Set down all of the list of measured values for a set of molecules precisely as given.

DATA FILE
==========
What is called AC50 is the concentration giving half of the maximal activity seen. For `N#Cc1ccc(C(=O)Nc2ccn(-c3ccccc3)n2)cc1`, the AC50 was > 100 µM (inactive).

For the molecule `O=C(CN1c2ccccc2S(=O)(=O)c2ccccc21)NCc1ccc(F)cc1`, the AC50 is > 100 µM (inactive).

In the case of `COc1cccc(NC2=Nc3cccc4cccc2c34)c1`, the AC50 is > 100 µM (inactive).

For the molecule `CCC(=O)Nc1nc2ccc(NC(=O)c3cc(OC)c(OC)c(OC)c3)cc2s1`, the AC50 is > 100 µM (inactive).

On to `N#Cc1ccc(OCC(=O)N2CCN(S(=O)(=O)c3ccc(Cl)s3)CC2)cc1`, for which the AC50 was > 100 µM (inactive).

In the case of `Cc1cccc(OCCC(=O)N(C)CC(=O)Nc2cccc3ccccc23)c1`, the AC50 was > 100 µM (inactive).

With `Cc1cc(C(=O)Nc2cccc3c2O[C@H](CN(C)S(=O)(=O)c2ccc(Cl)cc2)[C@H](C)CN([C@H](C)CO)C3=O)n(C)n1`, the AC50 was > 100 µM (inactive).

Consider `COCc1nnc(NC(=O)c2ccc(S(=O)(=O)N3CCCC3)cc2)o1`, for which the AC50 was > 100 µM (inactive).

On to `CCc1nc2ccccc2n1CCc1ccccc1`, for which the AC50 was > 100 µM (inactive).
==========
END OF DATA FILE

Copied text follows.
What is called AC50 is the concentration giving half of the maximal activity seen. For `N#Cc1ccc(C(=O)Nc2ccn(-c3ccccc3)n2)cc1`, the AC50 was > 100 µM (inactive).

For the molecule `O=C(CN1c2ccccc2S(=O)(=O)c2ccccc21)NCc1ccc(F)cc1`, the AC50 is > 100 µM (inactive).

In the case of `COc1cccc(NC2=Nc3cccc4cccc2c34)c1`, the AC50 is > 100 µM (inactive).

For the molecule `CCC(=O)Nc1nc2ccc(NC(=O)c3cc(OC)c(OC)c(OC)c3)cc2s1`, the AC50 is > 100 µM (inactive).

On to `N#Cc1ccc(OCC(=O)N2CCN(S(=O)(=O)c3ccc(Cl)s3)CC2)cc1`, for which the AC50 was > 100 µM (inactive).

In the case of `Cc1cccc(OCCC(=O)N(C)CC(=O)Nc2cccc3ccccc23)c1`, the AC50 was > 100 µM (inactive).

With `Cc1cc(C(=O)Nc2cccc3c2O[C@H](CN(C)S(=O)(=O)c2ccc(Cl)cc2)[C@H](C)CN([C@H](C)CO)C3=O)n(C)n1`, the AC50 was > 100 µM (inactive).

Consider `COCc1nnc(NC(=O)c2ccc(S(=O)(=O)N3CCCC3)cc2)o1`, for which the AC50 was > 100 µM (inactive).

On to `CCc1nc2ccccc2n1CCc1ccccc1`, for which the AC50 was > 100 µM (inactive).